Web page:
Man showing armadillo (c) Vincent Vos

Wildlife crime in Bolivia and Suriname poses serious threat to unique species

Wildlife poaching and trafficking pose a serious threat to unique species in the Amazon countries of Bolivia and Suriname, according to a new study commissioned by IUCN National Committee of The Netherlands. The species most targeted are jaguars, birds and reptiles, sea turtles and a range of animals that are killed for human consumption (bushmeat). According to the study, this illegal wildlife trade is fuelled by major infrastructure development. 

Header photo: Armadillo (c) Vincent Vos

“Until recently, very little was known about wildlife poaching and trafficking in Bolivia and Suriname”, says Liliana Jauregui from IUCN NL. “This report aimed to fill this critical gap. For the first time, we have an assessment that helps us understand the threats and provides clues on how to tackle the illegal trade.”

The report identifies jaguar poaching, illegal pet trade and illegal bushmeat trade as key wildlife crime issues for both countries. In Suriname, the poaching of sea turtle eggs, which are considered a delicacy, poses an additional threat.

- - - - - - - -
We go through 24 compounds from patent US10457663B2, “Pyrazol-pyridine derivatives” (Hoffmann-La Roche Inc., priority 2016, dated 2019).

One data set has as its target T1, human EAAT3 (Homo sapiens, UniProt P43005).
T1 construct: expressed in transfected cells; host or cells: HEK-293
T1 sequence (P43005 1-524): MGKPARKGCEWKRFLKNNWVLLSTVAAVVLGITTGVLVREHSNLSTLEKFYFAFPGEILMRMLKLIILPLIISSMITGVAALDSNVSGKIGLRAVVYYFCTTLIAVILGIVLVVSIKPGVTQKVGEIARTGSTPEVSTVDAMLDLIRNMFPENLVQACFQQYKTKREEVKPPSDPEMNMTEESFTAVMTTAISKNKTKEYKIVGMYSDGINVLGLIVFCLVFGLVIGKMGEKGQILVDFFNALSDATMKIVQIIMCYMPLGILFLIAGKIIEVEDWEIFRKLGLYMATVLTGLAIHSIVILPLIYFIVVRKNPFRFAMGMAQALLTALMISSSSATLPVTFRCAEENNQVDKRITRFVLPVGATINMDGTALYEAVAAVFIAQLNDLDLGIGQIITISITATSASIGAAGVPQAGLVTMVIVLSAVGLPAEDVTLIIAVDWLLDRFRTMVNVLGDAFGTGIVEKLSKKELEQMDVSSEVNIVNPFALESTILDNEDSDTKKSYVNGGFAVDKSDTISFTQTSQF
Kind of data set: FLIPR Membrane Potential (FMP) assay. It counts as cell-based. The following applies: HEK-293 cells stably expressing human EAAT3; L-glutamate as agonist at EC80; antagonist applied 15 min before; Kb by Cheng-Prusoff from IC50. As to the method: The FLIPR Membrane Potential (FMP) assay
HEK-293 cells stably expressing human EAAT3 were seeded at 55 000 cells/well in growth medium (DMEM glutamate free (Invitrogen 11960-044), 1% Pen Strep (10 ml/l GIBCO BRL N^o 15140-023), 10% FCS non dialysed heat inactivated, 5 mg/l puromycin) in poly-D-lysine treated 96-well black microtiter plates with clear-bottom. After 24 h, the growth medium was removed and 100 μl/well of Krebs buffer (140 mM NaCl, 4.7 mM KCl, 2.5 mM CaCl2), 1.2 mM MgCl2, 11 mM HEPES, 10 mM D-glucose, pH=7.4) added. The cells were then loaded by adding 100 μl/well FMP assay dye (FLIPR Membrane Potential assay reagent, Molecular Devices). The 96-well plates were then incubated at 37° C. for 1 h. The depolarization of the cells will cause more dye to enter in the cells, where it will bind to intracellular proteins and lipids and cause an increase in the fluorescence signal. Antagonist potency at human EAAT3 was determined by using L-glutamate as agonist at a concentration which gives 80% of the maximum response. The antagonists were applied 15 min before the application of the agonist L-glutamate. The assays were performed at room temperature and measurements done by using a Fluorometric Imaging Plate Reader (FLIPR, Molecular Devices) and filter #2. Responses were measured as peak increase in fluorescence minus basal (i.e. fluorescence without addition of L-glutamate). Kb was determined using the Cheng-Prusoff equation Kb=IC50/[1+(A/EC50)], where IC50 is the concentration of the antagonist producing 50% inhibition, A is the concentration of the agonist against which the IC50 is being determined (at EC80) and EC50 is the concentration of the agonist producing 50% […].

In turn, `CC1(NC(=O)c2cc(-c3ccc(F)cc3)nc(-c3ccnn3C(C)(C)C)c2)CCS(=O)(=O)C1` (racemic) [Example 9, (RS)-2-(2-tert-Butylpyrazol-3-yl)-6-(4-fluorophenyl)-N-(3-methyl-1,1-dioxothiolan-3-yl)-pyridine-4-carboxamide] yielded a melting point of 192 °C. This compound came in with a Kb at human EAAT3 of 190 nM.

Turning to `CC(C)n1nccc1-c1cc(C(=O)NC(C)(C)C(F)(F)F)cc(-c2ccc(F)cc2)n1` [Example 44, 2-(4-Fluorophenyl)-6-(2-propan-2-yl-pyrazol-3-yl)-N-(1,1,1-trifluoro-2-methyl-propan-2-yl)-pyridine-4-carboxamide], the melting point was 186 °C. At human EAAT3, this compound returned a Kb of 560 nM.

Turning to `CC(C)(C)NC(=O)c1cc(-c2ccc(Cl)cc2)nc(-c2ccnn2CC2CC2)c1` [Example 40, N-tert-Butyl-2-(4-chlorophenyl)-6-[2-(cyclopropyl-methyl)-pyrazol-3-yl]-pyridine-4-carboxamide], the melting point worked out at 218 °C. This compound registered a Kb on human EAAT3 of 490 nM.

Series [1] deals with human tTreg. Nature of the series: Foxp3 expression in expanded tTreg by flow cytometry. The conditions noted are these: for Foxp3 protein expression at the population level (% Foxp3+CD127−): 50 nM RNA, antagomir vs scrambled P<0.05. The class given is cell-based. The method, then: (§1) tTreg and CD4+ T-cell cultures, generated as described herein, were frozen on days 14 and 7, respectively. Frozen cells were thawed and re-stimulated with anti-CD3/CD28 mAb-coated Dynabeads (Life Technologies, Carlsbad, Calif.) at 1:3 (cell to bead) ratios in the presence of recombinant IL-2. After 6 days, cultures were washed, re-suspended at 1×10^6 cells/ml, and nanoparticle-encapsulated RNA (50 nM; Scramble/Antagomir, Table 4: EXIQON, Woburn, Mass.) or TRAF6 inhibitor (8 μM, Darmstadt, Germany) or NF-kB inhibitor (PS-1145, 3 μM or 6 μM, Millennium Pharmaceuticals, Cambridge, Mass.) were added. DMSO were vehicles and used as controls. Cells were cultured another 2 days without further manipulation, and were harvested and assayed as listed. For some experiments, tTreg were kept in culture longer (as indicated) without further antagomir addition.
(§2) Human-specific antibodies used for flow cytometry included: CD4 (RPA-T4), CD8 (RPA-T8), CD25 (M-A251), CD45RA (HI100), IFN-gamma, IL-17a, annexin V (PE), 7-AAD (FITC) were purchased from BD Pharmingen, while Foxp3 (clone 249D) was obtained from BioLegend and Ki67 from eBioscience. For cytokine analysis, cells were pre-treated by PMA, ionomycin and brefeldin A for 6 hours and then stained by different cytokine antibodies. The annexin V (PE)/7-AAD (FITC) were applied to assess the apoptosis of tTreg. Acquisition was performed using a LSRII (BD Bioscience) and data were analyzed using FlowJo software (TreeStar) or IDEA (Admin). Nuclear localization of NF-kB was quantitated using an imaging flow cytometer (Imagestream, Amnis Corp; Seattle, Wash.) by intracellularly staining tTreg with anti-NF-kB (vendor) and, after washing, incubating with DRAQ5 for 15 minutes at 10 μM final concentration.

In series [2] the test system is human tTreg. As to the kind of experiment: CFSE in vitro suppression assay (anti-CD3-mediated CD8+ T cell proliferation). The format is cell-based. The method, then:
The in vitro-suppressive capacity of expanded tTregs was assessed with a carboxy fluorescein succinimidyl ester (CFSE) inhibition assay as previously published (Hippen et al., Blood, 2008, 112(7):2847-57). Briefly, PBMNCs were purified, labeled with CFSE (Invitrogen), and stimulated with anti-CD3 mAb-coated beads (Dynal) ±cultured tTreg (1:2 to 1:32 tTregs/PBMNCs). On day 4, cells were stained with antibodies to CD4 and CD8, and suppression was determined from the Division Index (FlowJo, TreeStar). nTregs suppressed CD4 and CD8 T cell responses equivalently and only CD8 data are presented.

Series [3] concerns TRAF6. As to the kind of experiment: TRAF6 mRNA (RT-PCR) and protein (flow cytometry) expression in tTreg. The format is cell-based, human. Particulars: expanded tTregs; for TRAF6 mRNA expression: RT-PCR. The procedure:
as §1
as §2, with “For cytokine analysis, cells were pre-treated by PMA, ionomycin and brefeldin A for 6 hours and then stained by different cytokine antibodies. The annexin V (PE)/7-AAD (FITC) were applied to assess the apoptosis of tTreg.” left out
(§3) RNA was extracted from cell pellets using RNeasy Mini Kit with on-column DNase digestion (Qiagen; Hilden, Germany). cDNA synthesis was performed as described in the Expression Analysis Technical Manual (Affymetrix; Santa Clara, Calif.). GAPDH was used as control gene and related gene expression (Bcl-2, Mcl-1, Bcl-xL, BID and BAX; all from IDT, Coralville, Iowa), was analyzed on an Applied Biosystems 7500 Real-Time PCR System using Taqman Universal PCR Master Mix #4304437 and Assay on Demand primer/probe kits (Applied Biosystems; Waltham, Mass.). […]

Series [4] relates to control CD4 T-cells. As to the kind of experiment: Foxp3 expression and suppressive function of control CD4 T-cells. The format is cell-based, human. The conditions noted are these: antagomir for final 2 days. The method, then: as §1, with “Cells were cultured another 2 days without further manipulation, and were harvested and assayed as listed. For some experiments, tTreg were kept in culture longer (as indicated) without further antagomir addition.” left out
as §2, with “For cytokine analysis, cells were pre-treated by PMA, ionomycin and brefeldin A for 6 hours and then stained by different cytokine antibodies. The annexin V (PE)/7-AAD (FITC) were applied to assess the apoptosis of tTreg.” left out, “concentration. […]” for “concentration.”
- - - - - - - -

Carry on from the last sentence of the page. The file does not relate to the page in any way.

Surge in jaguar trafficking  

“The most worrying trend we found was the surge in trafficking of jaguar parts, in particular fangs”, says Jauregui. This appears to be driven almost entirely by Chinese demand, to process jaguar teeth, meat and bones into medicine and jewellery. 

In Bolivia, the seizure information shows a significant rise in jaguar trafficking since 2012. Between 2014 and 2016 the Bolivian postal service, Ecobol, discovered 300 jaguar products in 16 shipments, all destined for China. Fourteen of these were sent by Chinese citizens working in Bolivia. 

In Suriname, there are indications that Chinese individuals were buying jaguar parts as early as 2003. The situation may have worsened in 2018. Research suggests that a network of Chinese people is involved in trafficking jaguar parts from the interior to Paramaribo for processing, using supermarkets, jewellery stores and other shops as cover. Social media such as Facebook and WeChat are used to advertise products.